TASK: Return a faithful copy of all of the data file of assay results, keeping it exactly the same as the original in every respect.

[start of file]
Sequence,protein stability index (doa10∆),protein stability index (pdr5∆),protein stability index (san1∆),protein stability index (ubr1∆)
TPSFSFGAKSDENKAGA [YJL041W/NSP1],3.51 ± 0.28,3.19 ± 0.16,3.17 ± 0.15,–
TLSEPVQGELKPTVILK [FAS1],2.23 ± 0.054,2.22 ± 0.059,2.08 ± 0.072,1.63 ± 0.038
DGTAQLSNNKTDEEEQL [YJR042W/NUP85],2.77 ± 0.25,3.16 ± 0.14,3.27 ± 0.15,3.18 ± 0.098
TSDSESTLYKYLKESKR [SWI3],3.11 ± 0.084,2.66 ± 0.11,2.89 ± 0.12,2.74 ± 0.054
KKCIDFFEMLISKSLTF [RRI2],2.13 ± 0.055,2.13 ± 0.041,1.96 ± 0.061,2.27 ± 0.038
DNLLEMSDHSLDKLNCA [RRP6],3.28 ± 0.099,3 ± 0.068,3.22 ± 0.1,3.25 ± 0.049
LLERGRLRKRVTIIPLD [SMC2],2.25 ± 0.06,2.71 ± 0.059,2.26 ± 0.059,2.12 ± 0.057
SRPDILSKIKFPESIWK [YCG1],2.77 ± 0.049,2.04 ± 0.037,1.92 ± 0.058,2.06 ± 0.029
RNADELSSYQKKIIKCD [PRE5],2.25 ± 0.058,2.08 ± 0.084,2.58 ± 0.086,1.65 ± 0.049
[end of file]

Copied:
Sequence,protein stability index (doa10∆),protein stability index (pdr5∆),protein stability index (san1∆),protein stability index (ubr1∆)
TPSFSFGAKSDENKAGA [YJL041W/NSP1],3.51 ± 0.28,3.19 ± 0.16,3.17 ± 0.15,–
TLSEPVQGELKPTVILK [FAS1],2.23 ± 0.054,2.22 ± 0.059,2.08 ± 0.072,1.63 ± 0.038
DGTAQLSNNKTDEEEQL [YJR042W/NUP85],2.77 ± 0.25,3.16 ± 0.14,3.27 ± 0.15,3.18 ± 0.098
TSDSESTLYKYLKESKR [SWI3],3.11 ± 0.084,2.66 ± 0.11,2.89 ± 0.12,2.74 ± 0.054
KKCIDFFEMLISKSLTF [RRI2],2.13 ± 0.055,2.13 ± 0.041,1.96 ± 0.061,2.27 ± 0.038
DNLLEMSDHSLDKLNCA [RRP6],3.28 ± 0.099,3 ± 0.068,3.22 ± 0.1,3.25 ± 0.049
LLERGRLRKRVTIIPLD [SMC2],2.25 ± 0.06,2.71 ± 0.059,2.26 ± 0.059,2.12 ± 0.057
SRPDILSKIKFPESIWK [YCG1],2.77 ± 0.049,2.04 ± 0.037,1.92 ± 0.058,2.06 ± 0.029
RNADELSSYQKKIIKCD [PRE5],2.25 ± 0.058,2.08 ± 0.084,2.58 ± 0.086,1.65 ± 0.049